By Susanna Birdsong, ACLU-NC Policy Counsel
North Carolina’s largest city affirmed a basic principle on Monday night: All people deserve to be treated fairly and protected by the law.
In a much-publicized vote, the Charlotte City Council expanded the city’s nondiscrimination law to protect lesbian, gay, bisexual, and transgender (LGBT) people from discrimination in public accommodations. The vote means that businesses open to the public, public restrooms, taxi services, hotels and other public lodging, must be equally accessible to LGBT individuals, and cannot discriminate against people simply because of their sexual orientation or gender identity.
For decades, local law has prohibited discrimination in public accommodations based on race, color, religion, national origin, and sex. Monday’s vote updated that existing non-discrimination ordinance to include sexual orientation, gender identity and gender expression. Other protected categories added to the ordinance include marital status and family status.
During three hours of emotional testimony from supporters and opponents of the protections, council members heard directly from individuals who would be covered by the expanded ordinance. Lara Nazario, a transgender woman, described the violence and harassment that she and other transgender residents have experienced in their lives, and how she was afraid even to speak that night, as others in the room angrily compared LGBT people to child predators and worse. “I don’t want special treatment,” she explained. “I only want to be treated equally.”
Local protections for Lara and other LGBT individuals are incredibly important because there is no clear, explicit federal law that protects gay and transgender people from discrimination. This is especially true in key areas like access to public accommodations. Federal protections have been introduced in Congress but are stalled in bipartisan gridlock.
With the City Council’s vote, Charlotte has declared that when a business decides to open its doors to the public, it shouldn’t be allowed to refuse service to people because of who they are. Of course, providing a commercial service doesn’t mean a business owner endorses or agrees with everything the customer believes. It simply means they are providing services to the public, they are open to everyone on the same terms, and that Charlotte is open for business to all.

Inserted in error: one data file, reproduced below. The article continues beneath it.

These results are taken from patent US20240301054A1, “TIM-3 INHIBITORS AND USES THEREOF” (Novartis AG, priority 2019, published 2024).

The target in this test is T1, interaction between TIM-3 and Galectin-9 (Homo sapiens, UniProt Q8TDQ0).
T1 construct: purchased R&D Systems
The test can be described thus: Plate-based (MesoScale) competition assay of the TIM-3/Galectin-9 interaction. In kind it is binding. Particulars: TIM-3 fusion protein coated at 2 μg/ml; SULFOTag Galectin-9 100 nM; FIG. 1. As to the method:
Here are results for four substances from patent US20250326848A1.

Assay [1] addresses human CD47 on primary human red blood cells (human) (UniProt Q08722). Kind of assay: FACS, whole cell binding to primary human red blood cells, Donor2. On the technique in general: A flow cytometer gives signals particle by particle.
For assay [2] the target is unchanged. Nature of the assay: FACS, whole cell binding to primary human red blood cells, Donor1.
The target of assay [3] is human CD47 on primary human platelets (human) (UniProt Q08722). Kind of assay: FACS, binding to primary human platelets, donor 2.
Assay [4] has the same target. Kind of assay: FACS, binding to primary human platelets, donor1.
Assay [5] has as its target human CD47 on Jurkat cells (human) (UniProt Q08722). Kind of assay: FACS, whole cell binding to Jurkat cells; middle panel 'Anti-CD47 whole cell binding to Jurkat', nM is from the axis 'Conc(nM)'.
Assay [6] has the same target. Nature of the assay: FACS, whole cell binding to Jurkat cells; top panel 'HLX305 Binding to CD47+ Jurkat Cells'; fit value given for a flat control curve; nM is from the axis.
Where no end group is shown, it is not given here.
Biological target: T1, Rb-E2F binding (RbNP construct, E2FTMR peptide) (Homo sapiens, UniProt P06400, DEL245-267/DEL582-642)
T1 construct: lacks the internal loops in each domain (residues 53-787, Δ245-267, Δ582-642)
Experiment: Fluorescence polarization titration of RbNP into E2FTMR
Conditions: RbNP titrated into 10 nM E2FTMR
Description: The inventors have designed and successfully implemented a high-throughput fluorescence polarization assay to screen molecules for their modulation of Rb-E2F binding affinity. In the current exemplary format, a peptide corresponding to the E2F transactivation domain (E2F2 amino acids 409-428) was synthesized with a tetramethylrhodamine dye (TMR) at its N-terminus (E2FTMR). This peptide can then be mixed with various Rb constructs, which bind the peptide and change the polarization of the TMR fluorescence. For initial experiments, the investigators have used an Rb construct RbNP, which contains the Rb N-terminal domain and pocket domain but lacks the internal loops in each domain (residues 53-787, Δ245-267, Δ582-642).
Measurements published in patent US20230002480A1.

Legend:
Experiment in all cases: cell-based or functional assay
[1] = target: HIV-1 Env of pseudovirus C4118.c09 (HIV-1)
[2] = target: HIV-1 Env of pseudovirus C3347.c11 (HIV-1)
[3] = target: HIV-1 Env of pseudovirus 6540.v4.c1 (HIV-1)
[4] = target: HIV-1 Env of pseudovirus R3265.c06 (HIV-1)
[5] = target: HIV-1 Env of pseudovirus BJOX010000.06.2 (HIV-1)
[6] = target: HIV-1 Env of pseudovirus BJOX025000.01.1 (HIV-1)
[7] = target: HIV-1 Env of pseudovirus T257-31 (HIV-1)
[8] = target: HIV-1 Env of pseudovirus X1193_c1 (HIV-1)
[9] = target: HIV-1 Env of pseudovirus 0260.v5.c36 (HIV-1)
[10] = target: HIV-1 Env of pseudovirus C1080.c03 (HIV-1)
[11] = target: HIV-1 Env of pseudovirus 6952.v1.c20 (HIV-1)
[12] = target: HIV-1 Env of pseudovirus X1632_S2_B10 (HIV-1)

This is important for individuals and for the local economy as well. Major companies such as Apple explicitly told city officials that they will only expand into cities with an LGBT non-discrimination ordinance in place. Other major employers, including Siemens, AT&T, Microsoft, and Bank of America, also supported Charlotte’s vote.
Opponents of Charlotte’s efforts often attack the part of the ordinance that allows transgender people to use the restroom that corresponds to their gender identity. But that protection in no way changes the rules that govern behavior in the restroom or removes laws against public exposure or assault. It simply offers basic protections for everyone using the restroom, including transmen and transwomen who want only to use a restroom safely and in peace.
Regardless, opponents in the General Assembly and Gov. Pat McCrory have vowed to retaliate against Charlotte for making its city more welcoming, inclusive and safe. Hours before its passage, McCrory said Charlotte’s vote would “most likely cause immediate state legislative intervention.”
Some have tried arguing that North Carolina cities don’t have the authority to pass such ordinances. However, state law gives local governments substantial power to issue ordinances that govern a host of local matters. Charlotte is exercising its legitimate authority to provide all residents and visitors in the Queen City with equal treatment and access to public accommodations. It should be applauded for doing so, especially in the face of bullying threats from state officials who should respect such decisions by local governments.
In the words of Charlotte Mayor Jennifer Roberts, council members approved the protections because, “We want to do what’s right for the community; we want to do what helps make people feel safe and included and accepted.” Bravo, Charlotte.